Cape Town – Since 1992, Bafana Bafana have only managed to beat Nigeria once in eight matches. The green shirts of the Super Eagles have been like kryptonite for Bafana, with many South African teams being swept aside in qualifiers and friendly matches alike.
As recently as August, Nigeria showed that the hoodoo is alive and well when the African champions outplayed and beat Bafana 2-0 in Durban. It was a performance that underlined how far behind the giants of Africa Bafana find themselves.
However, heading into Sunday’s African Nations Championship (Chan) Group A decider at Cape Town Stadium (kickoff 7pm), Gordon Igesund’s men are smelling blood.
There is a stench in the air that this Nigerian team competing at Chan are ripe for the picking.
Igesund is certainly not scared, and the coach was bullish yesterday during a press conference at the team’s hotel ahead of the tournament’s most anticipated clash.
“No, we are not scared of Nigeria, we are not scared of anybody, and we can match any team in the tournament. We recently beat (world and European champions) Spain, why must we be scared of Nigeria?” Igesund proclaimed on Thursday.
On the evidence of the West African giants’ first two matches – a 2-1 loss to Mali and an exciting 4-2 victory over Mozambique – you won’t be too far off to think that this is South Africa’s best chance to get one over their rivals in a match that will decide the tournament’s first quarter-finalists.
This is not Nigeria’s best team by any stretch of the imagination, while coach Stephen Keshi said that most of them haven’t even played under floodlights before this tournament.
But they are still Nigeria, a team who has inflicted pain on South Africans on so many occasions, such as in 2008 when the Super Eagles prevented Bafana from qualifying for the 2010 African Nations Cup in Angola.
The Super Eagles will qualify for the last eight at the expense of current group leaders Bafana if they beat the hosts on Sunday, and they could end up topping Group A if Mali don’t manage to beat Mozambique.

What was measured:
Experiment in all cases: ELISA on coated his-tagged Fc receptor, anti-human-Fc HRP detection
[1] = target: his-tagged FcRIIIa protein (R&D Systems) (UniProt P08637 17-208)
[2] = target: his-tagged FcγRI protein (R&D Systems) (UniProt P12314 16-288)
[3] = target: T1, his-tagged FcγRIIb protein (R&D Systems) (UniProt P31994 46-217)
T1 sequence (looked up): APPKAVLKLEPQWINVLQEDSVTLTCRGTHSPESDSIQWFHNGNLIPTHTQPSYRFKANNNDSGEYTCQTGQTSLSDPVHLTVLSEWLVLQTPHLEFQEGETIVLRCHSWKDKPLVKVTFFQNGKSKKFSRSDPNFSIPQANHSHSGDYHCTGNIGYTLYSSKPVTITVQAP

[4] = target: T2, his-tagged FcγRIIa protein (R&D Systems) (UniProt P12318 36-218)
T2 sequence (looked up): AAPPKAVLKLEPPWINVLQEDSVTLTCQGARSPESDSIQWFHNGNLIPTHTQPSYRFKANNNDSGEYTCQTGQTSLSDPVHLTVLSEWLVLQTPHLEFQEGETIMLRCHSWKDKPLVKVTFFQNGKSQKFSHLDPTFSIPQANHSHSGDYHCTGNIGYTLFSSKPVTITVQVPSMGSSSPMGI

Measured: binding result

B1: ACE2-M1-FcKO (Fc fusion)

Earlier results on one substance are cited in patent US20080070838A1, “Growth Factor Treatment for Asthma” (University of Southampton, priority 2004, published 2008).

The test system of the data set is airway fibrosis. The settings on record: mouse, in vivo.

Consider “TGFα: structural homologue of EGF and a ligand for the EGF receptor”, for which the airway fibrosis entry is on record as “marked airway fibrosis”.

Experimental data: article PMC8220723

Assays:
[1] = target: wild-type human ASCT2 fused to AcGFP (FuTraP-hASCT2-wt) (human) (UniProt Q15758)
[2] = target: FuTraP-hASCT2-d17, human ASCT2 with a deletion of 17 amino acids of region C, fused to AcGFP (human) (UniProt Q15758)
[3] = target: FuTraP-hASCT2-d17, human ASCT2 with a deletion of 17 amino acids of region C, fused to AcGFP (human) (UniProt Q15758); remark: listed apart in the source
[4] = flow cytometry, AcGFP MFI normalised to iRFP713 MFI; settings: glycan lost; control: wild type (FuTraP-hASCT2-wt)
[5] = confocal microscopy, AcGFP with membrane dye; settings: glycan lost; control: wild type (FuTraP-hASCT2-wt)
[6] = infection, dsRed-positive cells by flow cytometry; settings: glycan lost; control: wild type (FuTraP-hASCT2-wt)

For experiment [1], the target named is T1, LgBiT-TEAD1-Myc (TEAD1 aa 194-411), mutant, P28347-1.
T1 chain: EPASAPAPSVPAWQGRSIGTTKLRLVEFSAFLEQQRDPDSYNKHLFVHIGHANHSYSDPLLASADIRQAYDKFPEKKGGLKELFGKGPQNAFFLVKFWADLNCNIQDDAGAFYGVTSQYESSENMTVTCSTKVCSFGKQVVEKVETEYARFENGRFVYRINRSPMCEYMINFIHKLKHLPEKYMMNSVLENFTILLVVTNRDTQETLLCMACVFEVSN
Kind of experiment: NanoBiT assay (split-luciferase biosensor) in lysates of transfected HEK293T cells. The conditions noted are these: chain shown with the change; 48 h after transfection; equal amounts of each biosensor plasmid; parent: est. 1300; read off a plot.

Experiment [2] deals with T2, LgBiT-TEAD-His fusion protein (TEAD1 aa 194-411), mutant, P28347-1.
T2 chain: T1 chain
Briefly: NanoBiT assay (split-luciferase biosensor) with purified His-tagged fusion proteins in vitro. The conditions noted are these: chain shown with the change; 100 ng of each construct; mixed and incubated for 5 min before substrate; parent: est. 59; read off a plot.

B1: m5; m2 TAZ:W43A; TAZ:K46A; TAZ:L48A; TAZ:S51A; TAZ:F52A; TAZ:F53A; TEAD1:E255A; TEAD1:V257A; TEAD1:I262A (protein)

Igesund, though, believes his squad will have enough quality to cope with the expectation of what is set to be the biggest crowd of the tournament so far, after Wednesday night’s 1-1 draw against Mali was marred by the amount of empty seats at Cape Town Stadium.
“I think (the challenge) will be hugely different, and I think we will be ready for them. We have put ourselves in a situation right now where we are top of the group and we can’t ask for more than that,” Igesund said.
“I’m confident that we will come out tops. I have got a lot of respect for Stephen and he is a good friend of mine. And I also have a lot of respect for Nigerian football. But it’s a game where we have to get the job done, and I’m confident that we are going to do the business on the day.”
Bafana only need a point to qualify for the next round, but Igesund says playing for a draw would be “the most dangerous thing for any team to do”.
“My philosophy has always been play to go out there and try to win the game. When you go out there and play for a draw, you start making the wrong decisions. I won’t compromise my principles.
“If you score three, we must score four. I’m not going to play with five at the back, four in the middle and one upfront. I think we are a good enough team to go out there and do the business,” Igesund added.
This Nigerian side are certainly not the greatest defensive unit at this tournament, having conceded four goals in two matches so far. Goalkeeper and captain Chigozie Agbim has also had a bit of a torrid time in the tournament as he was directly responsible for both Mozambique’s goals on Wednesday.
“We know that Nigeira are going into this game with just one thing in mind and that is to win because a draw is no good for them. They are going to come at us and I will be pleased with that as the match will open up, and I back us up in an open game,” said Igesund.
GROUP A PERMUTATIONS